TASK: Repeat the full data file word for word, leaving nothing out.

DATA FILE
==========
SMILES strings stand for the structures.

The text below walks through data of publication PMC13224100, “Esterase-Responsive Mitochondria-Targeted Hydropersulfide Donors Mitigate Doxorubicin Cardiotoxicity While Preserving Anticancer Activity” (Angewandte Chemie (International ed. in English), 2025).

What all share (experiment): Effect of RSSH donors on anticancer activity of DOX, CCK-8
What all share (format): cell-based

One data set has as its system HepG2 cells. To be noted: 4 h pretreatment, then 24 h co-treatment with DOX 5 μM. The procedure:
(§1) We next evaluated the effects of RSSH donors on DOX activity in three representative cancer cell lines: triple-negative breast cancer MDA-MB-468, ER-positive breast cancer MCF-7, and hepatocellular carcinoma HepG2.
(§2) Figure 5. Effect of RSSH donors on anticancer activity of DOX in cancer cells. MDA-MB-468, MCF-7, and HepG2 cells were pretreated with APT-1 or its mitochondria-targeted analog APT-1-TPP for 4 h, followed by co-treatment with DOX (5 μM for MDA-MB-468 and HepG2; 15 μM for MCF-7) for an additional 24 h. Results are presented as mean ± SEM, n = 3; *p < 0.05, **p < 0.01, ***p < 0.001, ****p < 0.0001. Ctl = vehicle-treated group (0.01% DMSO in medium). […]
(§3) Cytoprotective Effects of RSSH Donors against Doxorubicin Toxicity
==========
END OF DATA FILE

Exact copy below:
SMILES strings stand for the structures.

The text below walks through data of publication PMC13224100, “Esterase-Responsive Mitochondria-Targeted Hydropersulfide Donors Mitigate Doxorubicin Cardiotoxicity While Preserving Anticancer Activity” (Angewandte Chemie (International ed. in English), 2025).

What all share (experiment): Effect of RSSH donors on anticancer activity of DOX, CCK-8
What all share (format): cell-based

One data set has as its system HepG2 cells. To be noted: 4 h pretreatment, then 24 h co-treatment with DOX 5 μM. The procedure:
(§1) We next evaluated the effects of RSSH donors on DOX activity in three representative cancer cell lines: triple-negative breast cancer MDA-MB-468, ER-positive breast cancer MCF-7, and hepatocellular carcinoma HepG2.
(§2) Figure 5. Effect of RSSH donors on anticancer activity of DOX in cancer cells. MDA-MB-468, MCF-7, and HepG2 cells were pretreated with APT-1 or its mitochondria-targeted analog APT-1-TPP for 4 h, followed by co-treatment with DOX (5 μM for MDA-MB-468 and HepG2; 15 μM for MCF-7) for an additional 24 h. Results are presented as mean ± SEM, n = 3; *p < 0.05, **p < 0.01, ***p < 0.001, ****p < 0.0001. Ctl = vehicle-treated group (0.01% DMSO in medium). […]
(§3) Cytoprotective Effects of RSSH Donors against Doxorubicin Toxicity